8948

A Simplified and Accurate Model of Power-Performance Efficiency on Emergent GPU Architectures

Shuaiwen Song, Chunyi Su, Barry Rountree, Kirk W. Cameron
Virginia Tech, Blacksburg, VA
27th IEEE International Parallel & Distributed Processing Symposium (IPDPS), 2013
@article{song2013simplified,

   title={A Simplified and Accurate Model of Power-Performance Efficiency on Emergent GPU Architectures},

   author={Song, Shuaiwen and Su, Chunyi and Rountree, Barry and Cameron, Kirk W.},

   year={2013}

}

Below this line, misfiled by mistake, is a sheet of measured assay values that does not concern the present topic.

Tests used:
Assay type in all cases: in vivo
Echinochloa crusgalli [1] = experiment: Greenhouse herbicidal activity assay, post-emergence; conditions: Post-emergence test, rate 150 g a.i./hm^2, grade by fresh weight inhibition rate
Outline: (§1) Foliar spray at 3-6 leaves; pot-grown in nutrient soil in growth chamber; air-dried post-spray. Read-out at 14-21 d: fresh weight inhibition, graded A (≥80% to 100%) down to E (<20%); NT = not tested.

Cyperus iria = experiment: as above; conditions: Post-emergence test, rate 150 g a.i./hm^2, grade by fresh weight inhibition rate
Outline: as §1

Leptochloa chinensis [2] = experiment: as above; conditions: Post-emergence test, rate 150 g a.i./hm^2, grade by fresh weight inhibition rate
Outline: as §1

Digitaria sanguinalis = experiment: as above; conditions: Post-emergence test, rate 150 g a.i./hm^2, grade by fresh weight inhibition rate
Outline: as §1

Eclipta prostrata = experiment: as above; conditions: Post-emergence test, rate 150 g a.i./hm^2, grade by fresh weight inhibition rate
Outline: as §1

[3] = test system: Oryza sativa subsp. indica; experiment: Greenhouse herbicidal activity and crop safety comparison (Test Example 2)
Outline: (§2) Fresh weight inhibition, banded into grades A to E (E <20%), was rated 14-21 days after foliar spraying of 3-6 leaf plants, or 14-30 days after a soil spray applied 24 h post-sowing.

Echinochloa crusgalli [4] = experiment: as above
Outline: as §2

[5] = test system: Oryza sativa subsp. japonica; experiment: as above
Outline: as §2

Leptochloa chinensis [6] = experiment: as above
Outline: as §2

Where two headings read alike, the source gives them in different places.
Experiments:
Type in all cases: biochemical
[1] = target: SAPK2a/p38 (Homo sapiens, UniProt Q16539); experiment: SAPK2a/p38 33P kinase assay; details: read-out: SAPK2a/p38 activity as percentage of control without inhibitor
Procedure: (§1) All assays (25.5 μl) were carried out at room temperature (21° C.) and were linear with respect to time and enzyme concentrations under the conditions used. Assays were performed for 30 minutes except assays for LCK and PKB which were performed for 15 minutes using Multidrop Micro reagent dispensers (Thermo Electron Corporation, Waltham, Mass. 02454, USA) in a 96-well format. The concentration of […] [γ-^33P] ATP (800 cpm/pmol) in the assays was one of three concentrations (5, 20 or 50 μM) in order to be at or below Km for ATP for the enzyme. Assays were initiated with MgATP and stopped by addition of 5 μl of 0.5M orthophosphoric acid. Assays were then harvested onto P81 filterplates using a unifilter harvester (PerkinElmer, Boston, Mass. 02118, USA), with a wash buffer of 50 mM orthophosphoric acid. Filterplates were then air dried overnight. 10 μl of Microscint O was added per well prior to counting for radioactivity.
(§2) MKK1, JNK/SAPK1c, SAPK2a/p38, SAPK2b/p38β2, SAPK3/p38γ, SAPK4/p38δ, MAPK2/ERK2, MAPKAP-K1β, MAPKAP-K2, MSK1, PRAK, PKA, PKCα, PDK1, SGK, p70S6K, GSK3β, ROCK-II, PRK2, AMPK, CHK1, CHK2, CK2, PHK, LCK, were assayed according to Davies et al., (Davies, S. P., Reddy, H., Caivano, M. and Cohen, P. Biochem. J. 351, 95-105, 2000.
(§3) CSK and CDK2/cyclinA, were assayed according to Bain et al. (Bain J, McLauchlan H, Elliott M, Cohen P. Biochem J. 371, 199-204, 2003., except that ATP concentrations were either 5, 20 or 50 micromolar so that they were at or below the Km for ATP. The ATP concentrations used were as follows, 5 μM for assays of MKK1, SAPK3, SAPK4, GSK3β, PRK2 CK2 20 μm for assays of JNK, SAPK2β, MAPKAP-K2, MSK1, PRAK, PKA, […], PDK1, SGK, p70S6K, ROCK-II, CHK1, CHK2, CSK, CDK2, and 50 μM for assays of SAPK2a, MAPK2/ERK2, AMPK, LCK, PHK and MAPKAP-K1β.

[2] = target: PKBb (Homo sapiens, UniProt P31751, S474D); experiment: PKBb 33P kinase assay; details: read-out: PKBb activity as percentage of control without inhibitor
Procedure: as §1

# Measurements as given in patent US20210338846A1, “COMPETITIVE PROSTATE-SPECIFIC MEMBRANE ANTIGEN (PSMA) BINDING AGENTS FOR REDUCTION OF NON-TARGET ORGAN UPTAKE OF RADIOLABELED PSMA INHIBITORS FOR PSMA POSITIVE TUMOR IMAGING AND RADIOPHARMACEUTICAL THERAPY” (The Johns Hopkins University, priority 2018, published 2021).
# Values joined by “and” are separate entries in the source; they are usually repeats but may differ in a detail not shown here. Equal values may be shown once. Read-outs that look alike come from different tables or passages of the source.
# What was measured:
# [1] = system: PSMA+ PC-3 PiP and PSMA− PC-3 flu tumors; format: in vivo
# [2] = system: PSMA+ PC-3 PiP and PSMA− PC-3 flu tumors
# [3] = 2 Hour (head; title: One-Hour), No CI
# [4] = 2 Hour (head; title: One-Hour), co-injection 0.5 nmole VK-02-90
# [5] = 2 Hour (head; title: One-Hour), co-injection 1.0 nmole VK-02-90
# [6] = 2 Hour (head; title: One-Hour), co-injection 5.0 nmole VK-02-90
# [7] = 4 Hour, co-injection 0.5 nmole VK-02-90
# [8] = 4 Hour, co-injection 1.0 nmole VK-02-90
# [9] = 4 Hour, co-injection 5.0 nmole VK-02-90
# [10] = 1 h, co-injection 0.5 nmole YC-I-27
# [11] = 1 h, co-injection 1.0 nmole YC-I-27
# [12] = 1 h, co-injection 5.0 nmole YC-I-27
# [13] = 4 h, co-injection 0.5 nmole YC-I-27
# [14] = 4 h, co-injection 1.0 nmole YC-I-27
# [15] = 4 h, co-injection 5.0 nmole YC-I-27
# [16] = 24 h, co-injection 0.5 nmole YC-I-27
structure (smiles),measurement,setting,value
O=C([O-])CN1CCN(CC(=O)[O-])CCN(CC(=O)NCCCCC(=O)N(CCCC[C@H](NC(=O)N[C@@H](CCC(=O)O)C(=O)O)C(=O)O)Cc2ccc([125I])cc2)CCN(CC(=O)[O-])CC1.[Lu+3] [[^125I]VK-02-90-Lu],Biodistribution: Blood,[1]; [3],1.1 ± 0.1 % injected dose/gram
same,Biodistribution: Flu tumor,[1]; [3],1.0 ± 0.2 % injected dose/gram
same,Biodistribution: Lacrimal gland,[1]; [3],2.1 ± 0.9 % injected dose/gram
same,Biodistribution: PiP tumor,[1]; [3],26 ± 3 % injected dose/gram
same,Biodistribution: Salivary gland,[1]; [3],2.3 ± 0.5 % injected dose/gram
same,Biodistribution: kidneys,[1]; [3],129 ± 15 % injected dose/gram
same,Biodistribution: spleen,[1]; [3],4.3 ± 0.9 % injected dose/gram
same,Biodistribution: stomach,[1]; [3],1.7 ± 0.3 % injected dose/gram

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Emergent heterogeneous systems must be optimized for both power and performance at exascale. Massive parallelism combined with complex memory hierarchies form a barrier to efficient application and architecture design. These challenges are exacerbated with GPUs as parallelism increases orders of magnitude and power consumption can easily double. Models have been proposed to isolate power and performance bottlenecks and identify their root causes. However, no current models combine simplicity, accuracy, and support for emergent GPU architectures (e.g. NVIDIA Fermi). We combine hardware performance counter data with machine learning and advanced analytics to model power-performance efficiency for modern GPU-based systems. Our performance counter based approach is simpler than previous approaches and does not require detailed understanding of the underlying architecture. The resulting model is accurate for predicting power (within 2.1%) and performance (within 6.7%) for application kernels on modern GPUs. Our model can identify power-performance bottlenecks and their root causes for various complex computation and memory access patterns (e.g. global, shared, texture). We measure the accuracy of our power and performance models on a NVIDIA Fermi C2075 GPU for more than a dozen CUDA applications. We show our power model is more accurate and robust than the best available GPU power models – multiple linear regression models MLR and MLR+. We demonstrate how to use our models to identify power-performance bottlenecks and suggest optimization strategies for high-performance codes such as GEM, a biomolecular electrostatic analysis application. We verify our power-performance model is accurate on clusters of NVIDIA Fermi M2090s and useful for suggesting optimal runtime configurations on the Keeneland supercomputer at Georgia Tech.
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